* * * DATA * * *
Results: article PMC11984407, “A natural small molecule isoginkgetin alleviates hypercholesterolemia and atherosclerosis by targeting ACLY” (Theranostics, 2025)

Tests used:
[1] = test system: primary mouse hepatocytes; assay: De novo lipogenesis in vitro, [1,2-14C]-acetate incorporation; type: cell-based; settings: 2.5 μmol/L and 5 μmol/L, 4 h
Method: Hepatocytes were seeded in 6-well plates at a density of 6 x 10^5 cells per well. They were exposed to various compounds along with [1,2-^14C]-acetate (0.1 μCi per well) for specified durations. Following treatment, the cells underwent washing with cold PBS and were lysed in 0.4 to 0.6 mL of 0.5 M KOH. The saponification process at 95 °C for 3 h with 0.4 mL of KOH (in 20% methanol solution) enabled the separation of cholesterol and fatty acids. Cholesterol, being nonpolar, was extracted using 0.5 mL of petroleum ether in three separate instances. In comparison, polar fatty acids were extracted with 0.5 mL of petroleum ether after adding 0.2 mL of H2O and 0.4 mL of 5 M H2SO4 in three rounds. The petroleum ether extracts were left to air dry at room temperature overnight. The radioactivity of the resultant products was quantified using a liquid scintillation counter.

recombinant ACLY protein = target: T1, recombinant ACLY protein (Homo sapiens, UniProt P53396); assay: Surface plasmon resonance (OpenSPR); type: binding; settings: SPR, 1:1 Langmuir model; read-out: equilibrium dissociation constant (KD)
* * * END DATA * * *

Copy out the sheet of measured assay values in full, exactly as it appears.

Results: article PMC11984407, “A natural small molecule isoginkgetin alleviates hypercholesterolemia and atherosclerosis by targeting ACLY” (Theranostics, 2025)

Tests used:
[1] = test system: primary mouse hepatocytes; assay: De novo lipogenesis in vitro, [1,2-14C]-acetate incorporation; type: cell-based; settings: 2.5 μmol/L and 5 μmol/L, 4 h
Method: Hepatocytes were seeded in 6-well plates at a density of 6 x 10^5 cells per well. They were exposed to various compounds along with [1,2-^14C]-acetate (0.1 μCi per well) for specified durations. Following treatment, the cells underwent washing with cold PBS and were lysed in 0.4 to 0.6 mL of 0.5 M KOH. The saponification process at 95 °C for 3 h with 0.4 mL of KOH (in 20% methanol solution) enabled the separation of cholesterol and fatty acids. Cholesterol, being nonpolar, was extracted using 0.5 mL of petroleum ether in three separate instances. In comparison, polar fatty acids were extracted with 0.5 mL of petroleum ether after adding 0.2 mL of H2O and 0.4 mL of 5 M H2SO4 in three rounds. The petroleum ether extracts were left to air dry at room temperature overnight. The radioactivity of the resultant products was quantified using a liquid scintillation counter.

recombinant ACLY protein = target: T1, recombinant ACLY protein (Homo sapiens, UniProt P53396); assay: Surface plasmon resonance (OpenSPR); type: binding; settings: SPR, 1:1 Langmuir model; read-out: equilibrium dissociation constant (KD)